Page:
4. Trim your cat’s nails to avoid injury if she swats your dog.
  5. Reward good behavior. Offer your dog and cat lots of treats and praise for calm behavior. You can also use clicker training to reinforce good behavior.
  6. Share your love. Help curb jealousy by giving all your pets lots of loving attention.
  7. Make sure the litter box off limits to your dog. It’s dangerous for your dog to ingest litter. On top of that, his hanging around a litterbox can make your cat feel vulnerable or averse to using it. If your dog can’t resist the litterbox, keep it behind a gate or somewhere he can’t access it.

No two pets are the same, so it’s impossible to say how long the introduction process will take. Some hissing and barking will be normal at first.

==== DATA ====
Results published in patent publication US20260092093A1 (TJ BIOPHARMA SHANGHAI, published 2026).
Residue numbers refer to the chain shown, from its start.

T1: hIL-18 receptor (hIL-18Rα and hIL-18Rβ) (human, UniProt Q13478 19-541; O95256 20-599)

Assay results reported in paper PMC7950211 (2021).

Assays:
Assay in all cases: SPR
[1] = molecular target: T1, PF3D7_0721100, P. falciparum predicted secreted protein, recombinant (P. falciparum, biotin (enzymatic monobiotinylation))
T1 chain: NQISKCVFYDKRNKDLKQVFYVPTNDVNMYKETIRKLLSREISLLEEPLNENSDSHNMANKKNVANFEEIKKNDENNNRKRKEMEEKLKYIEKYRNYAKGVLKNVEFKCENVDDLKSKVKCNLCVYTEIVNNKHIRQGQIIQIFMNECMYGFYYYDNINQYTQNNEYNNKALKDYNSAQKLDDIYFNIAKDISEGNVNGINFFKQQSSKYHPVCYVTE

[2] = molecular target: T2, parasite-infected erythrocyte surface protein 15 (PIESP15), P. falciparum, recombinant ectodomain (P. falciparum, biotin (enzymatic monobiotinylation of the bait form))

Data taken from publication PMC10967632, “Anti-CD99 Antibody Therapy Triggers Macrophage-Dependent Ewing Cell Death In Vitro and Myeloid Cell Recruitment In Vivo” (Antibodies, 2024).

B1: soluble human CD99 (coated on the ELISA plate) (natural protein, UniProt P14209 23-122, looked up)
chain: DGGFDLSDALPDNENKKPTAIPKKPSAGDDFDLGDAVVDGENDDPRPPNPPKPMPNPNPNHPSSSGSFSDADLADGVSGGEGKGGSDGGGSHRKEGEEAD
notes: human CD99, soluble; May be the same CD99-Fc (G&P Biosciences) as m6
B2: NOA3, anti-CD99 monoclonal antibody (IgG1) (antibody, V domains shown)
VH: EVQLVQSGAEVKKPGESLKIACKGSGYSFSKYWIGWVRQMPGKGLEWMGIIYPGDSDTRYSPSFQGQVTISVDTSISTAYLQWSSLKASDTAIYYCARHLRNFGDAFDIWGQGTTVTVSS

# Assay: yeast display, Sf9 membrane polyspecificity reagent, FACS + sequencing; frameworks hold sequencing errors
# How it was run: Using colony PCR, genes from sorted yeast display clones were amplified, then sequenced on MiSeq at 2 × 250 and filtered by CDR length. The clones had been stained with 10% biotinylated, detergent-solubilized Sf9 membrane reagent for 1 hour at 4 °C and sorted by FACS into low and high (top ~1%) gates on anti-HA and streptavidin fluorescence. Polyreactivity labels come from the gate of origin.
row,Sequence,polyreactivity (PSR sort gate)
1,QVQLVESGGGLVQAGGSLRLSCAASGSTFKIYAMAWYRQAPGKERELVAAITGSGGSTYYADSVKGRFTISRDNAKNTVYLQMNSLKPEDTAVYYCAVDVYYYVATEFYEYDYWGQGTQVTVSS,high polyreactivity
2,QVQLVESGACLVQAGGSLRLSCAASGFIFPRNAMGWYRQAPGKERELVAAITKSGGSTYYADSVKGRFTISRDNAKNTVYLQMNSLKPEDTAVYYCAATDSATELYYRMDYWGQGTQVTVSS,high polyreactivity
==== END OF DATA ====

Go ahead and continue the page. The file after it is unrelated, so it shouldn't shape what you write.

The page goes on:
Practice love and patience, and always reward your pets’ positive behavior with treats and happy attention. The end result will be worth it!

Scratch That: How to Deter Your Cat’s Destructive Scratching

Cats scratch objects for lots of reasons:

To remove the outer sheaths of their “fingernails.” Scratching is a natural, not “bad” behavior!

To stretch their muscles.

To mark their territory. If you spend a lot of time on the couch or a favorite chair, your cat may scratch it to show that she’s part of the family.

Because they’re feeling stimulated and excited. If your cat scratches the carpet or another item when you get home, she’s telling you she’s happy to see you!

How to Deter Unwanted Scratching: 

  1. Buy a scratching post and put it near the item your cat is scratching. Rub catnip on the scratcher and dangle toys near it to make it even more tempting than the object she likes to scratch.
  2. Offer your cat a vertical and a horizontal scratching post. She may prefer using one or both.